Mentoring seems to be an under appreciated practice in the business world. But for busy professionals, there’s much to gain by having a coach at your side. You can improve your technical proficiency and get sound advice on human relations and development of soft skills.
This article discusses the benefits of having a mentor at work.
The key benefits of mentorship
It’s both tactically and strategically important to have a mentor before you begin a crucial project or key phase of your career. It can be intimidating to be thrown into “sink or swim” waters without any support. Consider that if you work for a company where cutthroat peers are swinging sharp elbows, you may not get the timely help you need when an emergency suddenly beckons for your quick-fix, troubleshooting talent.
There are a couple of short-term benefits of having a mentor and these can add a ton of value if you work in a technical profession such as engineering, database administration and software development, to name a few.
1. Become better at your job
An experienced coach helps you to reduce the time it takes to solve a technical problem. In short, mentorship is an effective way of boosting your performance. For example, you can learn shortcuts when designing a webpage; get tips on searching a database; or understand better ways of creating a mobile app.
“Good mentors won’t, and shouldn’t, solve everything for you, but having a tested veteran at your side lets you do your job faster and more effectively,” says Weiting Liu, CEO of Codementor, in an interview with LifeHack. “The extra time you gain can be spent learning something new (such as leadership skills) or getting a professional certification. Young engineers and programmers should sidestep being stuck on a technical problem that otherwise could have — and should have — been solved in minutes, not hours,” says Liu, whose firm provides “code mentors” to engineers and programmers.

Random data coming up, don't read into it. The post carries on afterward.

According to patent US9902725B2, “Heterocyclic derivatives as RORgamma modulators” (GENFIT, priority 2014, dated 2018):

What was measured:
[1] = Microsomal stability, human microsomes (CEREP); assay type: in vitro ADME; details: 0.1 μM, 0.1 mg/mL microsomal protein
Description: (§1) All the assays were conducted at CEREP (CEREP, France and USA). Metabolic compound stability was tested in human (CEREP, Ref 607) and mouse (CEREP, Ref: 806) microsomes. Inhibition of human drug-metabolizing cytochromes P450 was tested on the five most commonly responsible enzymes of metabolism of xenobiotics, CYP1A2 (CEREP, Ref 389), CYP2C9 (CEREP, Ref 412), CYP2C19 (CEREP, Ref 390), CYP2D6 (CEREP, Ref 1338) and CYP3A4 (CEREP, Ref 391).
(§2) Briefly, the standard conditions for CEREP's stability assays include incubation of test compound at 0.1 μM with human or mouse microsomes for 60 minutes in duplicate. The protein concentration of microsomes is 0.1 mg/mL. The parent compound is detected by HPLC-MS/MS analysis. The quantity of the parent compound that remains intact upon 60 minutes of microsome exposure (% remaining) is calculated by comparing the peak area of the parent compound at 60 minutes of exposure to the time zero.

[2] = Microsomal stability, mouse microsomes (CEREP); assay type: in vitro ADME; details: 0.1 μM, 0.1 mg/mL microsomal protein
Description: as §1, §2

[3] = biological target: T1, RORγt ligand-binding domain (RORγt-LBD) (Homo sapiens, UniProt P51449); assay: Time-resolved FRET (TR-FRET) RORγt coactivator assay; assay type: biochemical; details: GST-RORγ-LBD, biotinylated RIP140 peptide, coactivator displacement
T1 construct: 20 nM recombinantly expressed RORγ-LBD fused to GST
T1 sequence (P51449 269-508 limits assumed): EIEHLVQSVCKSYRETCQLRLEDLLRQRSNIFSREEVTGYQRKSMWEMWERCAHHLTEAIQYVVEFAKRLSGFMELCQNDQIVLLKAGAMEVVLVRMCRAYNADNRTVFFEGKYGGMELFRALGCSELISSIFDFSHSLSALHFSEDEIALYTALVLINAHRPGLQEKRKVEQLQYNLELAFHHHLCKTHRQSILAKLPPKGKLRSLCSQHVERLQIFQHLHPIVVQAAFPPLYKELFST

2. Know what you need to know
Mentorship is also a great feedback loop — so long as there’s mutual trust and candor. To improve your skills, it’d be prudent to ask your mentor what he thinks of your strengths and weaknesses.
Companies are hiring candidates across a global labor pool, therefore, technical workers are facing more competition than ever. Don’t rest on your laurels and avoid thinking too highly of your contributions. In the United States, software developers earn close to $50 an hour, according to the Bureau of Labor Statistics. When getting billed at this rate, most clients will expect to work with highly-capable professionals who can deliver milestones at faster turnarounds.
“Mentoring gives young developers the opportunity to improve their managerial and other ‘soft’ skills. Also, mentoring can transform engineers into great communicators and future leaders of the organization,” says Liu.
Global competition has pushed clients to demand more out of engineers, software developers and web programmers. To get a competitive edge, you’ll need to constantly adapt and learn. By staying abreast of emerging trends, you can hone the competencies that you’ll need.